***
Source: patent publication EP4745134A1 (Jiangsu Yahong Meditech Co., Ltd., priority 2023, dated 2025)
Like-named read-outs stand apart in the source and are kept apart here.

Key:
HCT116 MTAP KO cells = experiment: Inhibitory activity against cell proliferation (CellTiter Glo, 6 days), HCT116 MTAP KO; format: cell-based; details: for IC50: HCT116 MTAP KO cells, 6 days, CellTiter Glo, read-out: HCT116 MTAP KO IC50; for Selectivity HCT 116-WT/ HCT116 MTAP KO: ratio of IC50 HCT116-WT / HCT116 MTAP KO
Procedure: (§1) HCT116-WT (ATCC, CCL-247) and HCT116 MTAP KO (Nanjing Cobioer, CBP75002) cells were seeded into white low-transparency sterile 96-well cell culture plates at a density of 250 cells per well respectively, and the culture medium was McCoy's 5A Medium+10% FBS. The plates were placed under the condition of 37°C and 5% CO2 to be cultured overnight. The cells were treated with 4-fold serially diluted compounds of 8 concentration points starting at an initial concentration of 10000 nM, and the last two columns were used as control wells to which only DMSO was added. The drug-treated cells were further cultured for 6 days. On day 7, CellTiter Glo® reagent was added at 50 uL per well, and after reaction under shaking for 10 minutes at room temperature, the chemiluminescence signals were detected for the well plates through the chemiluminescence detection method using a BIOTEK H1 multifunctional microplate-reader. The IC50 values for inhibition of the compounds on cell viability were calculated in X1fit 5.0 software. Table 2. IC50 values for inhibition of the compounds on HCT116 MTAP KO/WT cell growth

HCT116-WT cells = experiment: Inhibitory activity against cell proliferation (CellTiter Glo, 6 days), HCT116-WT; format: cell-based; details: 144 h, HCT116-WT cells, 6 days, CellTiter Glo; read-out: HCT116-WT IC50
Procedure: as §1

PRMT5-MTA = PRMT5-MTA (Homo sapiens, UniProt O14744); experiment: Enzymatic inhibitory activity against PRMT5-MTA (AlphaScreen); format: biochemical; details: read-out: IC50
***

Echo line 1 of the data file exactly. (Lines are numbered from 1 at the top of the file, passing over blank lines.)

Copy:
Source: patent publication EP4745134A1 (Jiangsu Yahong Meditech Co., Ltd., priority 2023, dated 2025)